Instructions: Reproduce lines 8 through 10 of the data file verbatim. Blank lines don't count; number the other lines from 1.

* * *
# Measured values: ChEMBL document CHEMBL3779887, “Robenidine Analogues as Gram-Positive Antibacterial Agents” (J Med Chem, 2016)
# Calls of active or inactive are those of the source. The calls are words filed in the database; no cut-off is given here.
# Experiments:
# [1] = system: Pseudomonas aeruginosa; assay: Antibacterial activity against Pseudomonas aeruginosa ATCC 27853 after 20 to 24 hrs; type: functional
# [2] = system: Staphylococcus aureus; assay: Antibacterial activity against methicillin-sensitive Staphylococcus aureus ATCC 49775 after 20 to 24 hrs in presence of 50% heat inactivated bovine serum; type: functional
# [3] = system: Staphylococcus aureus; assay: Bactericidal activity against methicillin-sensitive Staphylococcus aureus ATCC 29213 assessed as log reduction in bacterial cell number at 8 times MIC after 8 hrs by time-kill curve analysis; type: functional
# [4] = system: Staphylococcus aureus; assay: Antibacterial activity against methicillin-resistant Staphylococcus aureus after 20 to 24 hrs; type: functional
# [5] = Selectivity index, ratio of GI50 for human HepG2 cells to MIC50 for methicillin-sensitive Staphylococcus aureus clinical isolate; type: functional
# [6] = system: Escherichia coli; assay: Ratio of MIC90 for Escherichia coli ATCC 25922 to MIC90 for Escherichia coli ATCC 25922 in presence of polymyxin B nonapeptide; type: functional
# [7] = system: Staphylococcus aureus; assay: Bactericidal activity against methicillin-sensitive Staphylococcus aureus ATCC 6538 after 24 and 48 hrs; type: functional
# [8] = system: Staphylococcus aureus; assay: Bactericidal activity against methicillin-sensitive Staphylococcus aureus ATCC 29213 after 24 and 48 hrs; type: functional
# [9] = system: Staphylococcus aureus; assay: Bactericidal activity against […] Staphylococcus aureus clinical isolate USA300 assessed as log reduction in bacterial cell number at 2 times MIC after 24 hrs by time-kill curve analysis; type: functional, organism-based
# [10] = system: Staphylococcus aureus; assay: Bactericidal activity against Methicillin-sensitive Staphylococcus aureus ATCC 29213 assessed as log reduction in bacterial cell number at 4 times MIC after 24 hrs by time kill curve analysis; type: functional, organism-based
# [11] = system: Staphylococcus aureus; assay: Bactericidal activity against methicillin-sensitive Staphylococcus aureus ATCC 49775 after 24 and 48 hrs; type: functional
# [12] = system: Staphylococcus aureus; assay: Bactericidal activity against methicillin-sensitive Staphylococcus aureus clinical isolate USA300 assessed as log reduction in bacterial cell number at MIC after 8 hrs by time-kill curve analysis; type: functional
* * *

# [5] = Selectivity index, ratio of GI50 for human HepG2 cells to MIC50 for methicillin-sensitive Staphylococcus aureus clinical isolate; type: functional
# [6] = system: Escherichia coli; assay: Ratio of MIC90 for Escherichia coli ATCC 25922 to MIC90 for Escherichia coli ATCC 25922 in presence of polymyxin B nonapeptide; type: functional
# [7] = system: Staphylococcus aureus; assay: Bactericidal activity against methicillin-sensitive Staphylococcus aureus ATCC 6538 after 24 and 48 hrs; type: functional